Gideon Kimbrell is a Miami, FL software engineer and serial entrepreneur. His software engineering work has been praised by companies such as Johnson & Johnson, Barnes & Noble and St. Jude Children's Hospital. Born in Montana in a log cabin, he entered university at age 15. By 16 he had programmed his first "hot or not" style website. He is the founder of InList curates the most exclusive international nightlife and charity events.

As an entrepreneur, I question everything. Being paranoid makes me thorough. Being paranoid has helped me survive.

It all started back in 2004, when I was a budding software developer at a Canadian marketing company. When we were working on automating processes, my friend and mentor Alex Glassey encouraged me to dig deeper into organizational inefficiencies.

I became obsessed with double- and triple-checking software for bugs before they got out of hand, and this intensity paid off. It pushed our company ahead, and this experience has stayed with me ever since.

Alex, my parents, and other mentors have taught me many invaluable lessons, but these three have really stuck with me:

1. Only the paranoid survive.

I know the word "paranoid" has negative connotations. But as my story illustrates, it doesn't necessarily mean that you're waiting by the front door with a baseball bat in hand.

To me, paranoia is the opposite of complacency, and I've applied this outlook to every aspect of my business. If someone hands me a proposal with no apparent downside, I'm skeptical. If the numbers look unusually great this month, I'll raise an eyebrow and ask why.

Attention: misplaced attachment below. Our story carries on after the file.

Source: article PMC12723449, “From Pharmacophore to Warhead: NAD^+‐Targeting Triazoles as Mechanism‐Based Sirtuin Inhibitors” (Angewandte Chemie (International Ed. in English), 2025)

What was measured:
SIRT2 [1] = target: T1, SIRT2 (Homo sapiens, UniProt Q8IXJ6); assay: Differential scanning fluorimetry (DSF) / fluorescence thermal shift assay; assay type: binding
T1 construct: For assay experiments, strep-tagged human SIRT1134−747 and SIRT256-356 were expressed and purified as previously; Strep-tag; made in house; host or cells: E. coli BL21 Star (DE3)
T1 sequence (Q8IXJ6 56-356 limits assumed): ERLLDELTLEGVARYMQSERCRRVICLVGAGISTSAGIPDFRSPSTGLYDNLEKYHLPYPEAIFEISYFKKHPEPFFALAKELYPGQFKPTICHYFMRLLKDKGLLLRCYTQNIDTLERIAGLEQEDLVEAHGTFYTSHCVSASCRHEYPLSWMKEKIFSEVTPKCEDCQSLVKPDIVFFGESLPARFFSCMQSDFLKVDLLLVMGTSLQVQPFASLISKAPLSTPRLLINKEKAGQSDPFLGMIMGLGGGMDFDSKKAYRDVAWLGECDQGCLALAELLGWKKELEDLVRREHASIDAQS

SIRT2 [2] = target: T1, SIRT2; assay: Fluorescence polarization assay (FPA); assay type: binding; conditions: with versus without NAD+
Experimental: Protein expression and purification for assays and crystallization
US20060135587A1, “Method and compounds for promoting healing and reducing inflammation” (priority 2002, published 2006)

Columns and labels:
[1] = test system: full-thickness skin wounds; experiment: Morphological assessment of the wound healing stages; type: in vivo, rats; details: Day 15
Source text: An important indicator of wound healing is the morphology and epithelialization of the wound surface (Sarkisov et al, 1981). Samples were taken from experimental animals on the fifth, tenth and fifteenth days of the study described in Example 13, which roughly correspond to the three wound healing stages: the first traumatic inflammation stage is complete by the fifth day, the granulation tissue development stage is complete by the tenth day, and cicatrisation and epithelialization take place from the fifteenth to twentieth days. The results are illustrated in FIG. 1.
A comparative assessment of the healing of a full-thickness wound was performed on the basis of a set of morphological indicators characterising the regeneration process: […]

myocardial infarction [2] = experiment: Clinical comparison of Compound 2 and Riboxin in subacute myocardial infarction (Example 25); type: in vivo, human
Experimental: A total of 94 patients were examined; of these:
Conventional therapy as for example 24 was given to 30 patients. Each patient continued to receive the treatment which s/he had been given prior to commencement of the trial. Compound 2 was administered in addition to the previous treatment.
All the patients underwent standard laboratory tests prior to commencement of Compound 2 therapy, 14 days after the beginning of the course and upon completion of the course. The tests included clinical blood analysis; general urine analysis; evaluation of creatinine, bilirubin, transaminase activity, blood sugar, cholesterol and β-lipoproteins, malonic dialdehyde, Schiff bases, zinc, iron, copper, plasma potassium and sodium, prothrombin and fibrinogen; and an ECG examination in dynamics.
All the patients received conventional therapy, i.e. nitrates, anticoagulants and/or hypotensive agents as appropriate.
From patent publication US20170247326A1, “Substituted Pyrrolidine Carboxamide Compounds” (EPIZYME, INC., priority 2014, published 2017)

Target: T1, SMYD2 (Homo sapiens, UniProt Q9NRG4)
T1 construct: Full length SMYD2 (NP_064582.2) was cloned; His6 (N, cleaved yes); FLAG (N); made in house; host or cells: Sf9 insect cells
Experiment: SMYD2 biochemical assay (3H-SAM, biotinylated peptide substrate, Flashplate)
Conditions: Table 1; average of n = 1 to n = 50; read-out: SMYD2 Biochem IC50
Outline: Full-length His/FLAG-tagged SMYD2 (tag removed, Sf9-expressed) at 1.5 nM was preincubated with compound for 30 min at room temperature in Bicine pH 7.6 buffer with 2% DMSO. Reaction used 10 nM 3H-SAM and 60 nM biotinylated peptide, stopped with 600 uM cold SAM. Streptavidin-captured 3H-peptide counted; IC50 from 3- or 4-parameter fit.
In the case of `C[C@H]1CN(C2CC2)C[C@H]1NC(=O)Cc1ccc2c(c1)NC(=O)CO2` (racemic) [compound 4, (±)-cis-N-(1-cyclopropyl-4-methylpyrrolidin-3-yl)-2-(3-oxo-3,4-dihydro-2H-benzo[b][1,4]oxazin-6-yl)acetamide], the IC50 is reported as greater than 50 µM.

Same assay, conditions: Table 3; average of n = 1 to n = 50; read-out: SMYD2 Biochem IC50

When you're paranoid about the success of your business, right down to the minute details, you'll be able to pivot before anything knocks you off your feet.

2. The best ideas are the simplest ones.

From 2006 to 2008, I worked for a startup called, which is undoubtedly the largest social network you've never heard of.

Founded by the former CEO of FedEx, it was intended to be a highly successful and profitable company. Instead, it became a huge flop and the poster child for overengineered startups.

We had more than 20 engineers and managers making up to $200,000 per year, and we were designing software to handle hundreds of millions of users--all before we even had 100 users! We didn't even know what product we were offering, let alone how to make money from it.

If you can't explain your business in one or two sentences, you've got problems. The most powerful ideas are simple ones. This idea of focused simplicity has direct implications for software design, product design, and business as a whole.

3. Choose positive influencers.

Entrepreneur and motivational speaker Jim Rohn famously said, "You are the average of the five people you spend the most time with." My parents taught me about the law of averages at a young age, and now I surround myself with positive people who make me better.

Don't think you can surround yourself with just anyone and decide which habits to adopt. It doesn't work that way. When you hang around negative people, you'll pick up negative habits. It's as simple as that.

Surround yourself with positive influencers in all aspects of your life. That doesn't mean you should only hang out with people who will benefit you financially. People who boost you emotionally, spiritually, or physically are just as important.

Life is all about balance and choices. Choosing positive influencers over negative ones, opting for simplicity over complexity, and continually focusing on the details instead of becoming complacent are choices that have led me to success.

If your choices haven't led you to where you want to be, keep working hard and generating ideas. Ask for help when you need it, and never get comfortable. This could turn out to be the best advice you've ever received.